UK house prices slump to 11-year low
UK house prices fell by 1.1% in the year to February, as inflation and higher mortgage rates hit prospective buyers.
Across the UK, the average house price was £257,406 in February, Nationwide Building Society said.
It is the weakest rate since November 2012. In January, the annual rate showed 1.1% growth.
Prices fell 0.5% compared with January, following a 0.6% drop the month before. It was the sixth monthly decline in a row, and left prices 3.7% below their £273,751 peak in August.
February’s negative annual price growth of 1.1% was the weakest seen since November 2012, Nationwide added.
Robert Gardner, Nationwide’s chief economist, said: “Annual house price growth slipped into negative territory for the first time since June 2020, with prices down 1.1% in February compared with the same month last year.
Read more: UK house prices being cut by £14k to make a sale
“Moreover, February saw a further monthly price fall – the sixth in a row – which leaves prices 3.7% below their August peak – after taking account of seasonal effects.
“The recent run of weak house price data began with the financial market turbulence in response to the mini-budget at the end of September last year. While financial market conditions normalised some time ago, housing market activity has remained subdued.
“This likely reflects the lingering impact on confidence as well as the cumulative impact of the financial pressures that have been weighing on households for some time.
“Indeed, inflation has continued to outpace wage growth and mortgage rates remain significantly higher than the lows recorded in 2021.”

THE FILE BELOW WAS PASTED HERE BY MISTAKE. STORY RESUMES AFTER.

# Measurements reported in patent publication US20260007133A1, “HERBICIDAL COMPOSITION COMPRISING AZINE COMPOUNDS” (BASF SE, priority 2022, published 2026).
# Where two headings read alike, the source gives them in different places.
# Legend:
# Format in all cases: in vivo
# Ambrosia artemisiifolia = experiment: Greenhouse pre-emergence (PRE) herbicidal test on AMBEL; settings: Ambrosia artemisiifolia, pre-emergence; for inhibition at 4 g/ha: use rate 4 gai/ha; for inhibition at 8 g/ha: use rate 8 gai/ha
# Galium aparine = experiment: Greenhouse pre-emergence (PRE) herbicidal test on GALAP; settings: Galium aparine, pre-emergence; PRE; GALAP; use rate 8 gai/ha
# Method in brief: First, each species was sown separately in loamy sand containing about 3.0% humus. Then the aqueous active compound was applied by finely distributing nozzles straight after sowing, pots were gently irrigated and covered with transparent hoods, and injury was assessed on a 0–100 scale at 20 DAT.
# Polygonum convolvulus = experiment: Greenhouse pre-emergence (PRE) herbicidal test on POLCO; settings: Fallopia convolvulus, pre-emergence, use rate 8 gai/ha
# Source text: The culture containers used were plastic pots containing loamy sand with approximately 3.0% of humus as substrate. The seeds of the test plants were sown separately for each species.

House price inflation weakest since November 2012
The Nationwide painted a rather downbeat picture for house prices this morning, reporting that house price inflation has not been weaker since November 2012https://t.co/ZbTfkHTrHN via @twindighomes
— Anthony Codling (@anthonycodling) March 1, 2023
The Bank of England has been hiking interest rates since late 2021 in order to tackle double-digit inflation and the mortgage market suffered major disruption in late September and October following former prime minister Liz Truss's "mini budget", which pushed up market borrowing costs.
Victoria Scholar, head of investment at Interactive Investor, said: “The housing market is struggling under the weight of lacklustre economic growth, a softening consumer, falling real wages, and rising mortgage rates as the Bank of England continues to raise rates. Potential homeowners appear to be holding off in anticipation that mortgage rates and house prices will cool later this year. Stemming an even steeper slide is the chronic shortage of housing supply in the UK.
“According to Zoopla, UK home sellers have had to cut £14,000 from their asking prices on average with 40% of properties having to lower their price online in order to attract buyers. However looking longer term, data from Halifax indicated that over three years from January 2020 to December 2022, house prices have risen by just over 20%, with particular strength for larger properties outside of busy urban areas after the pandemic saw many house buyers hunt for more space for a working from home office as well as a garden. Meanwhile urban areas have struggled with flats in London climbing the least.”
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Gabriella Dickens, senior UK economist at Pantheon Macroeconomics said: “Looking ahead, we still expect house prices to fall over the coming months until they are about 8% below their peak.”
Mark Harris, chief executive of mortgage broker SPF Private Clients, said: “Swap rates, which underpin the pricing of fixed-rate mortgages, and have been falling since the turmoil created by the mini-budget in September, have taken a turn and moved the other way in the past couple of weeks on the back of expectations of further base rate rises.
“Subsequently, several lenders who launched sub-4% five-year fixed-rate mortgages have since increased these, with mortgage rates likely to be up and down in coming weeks.”
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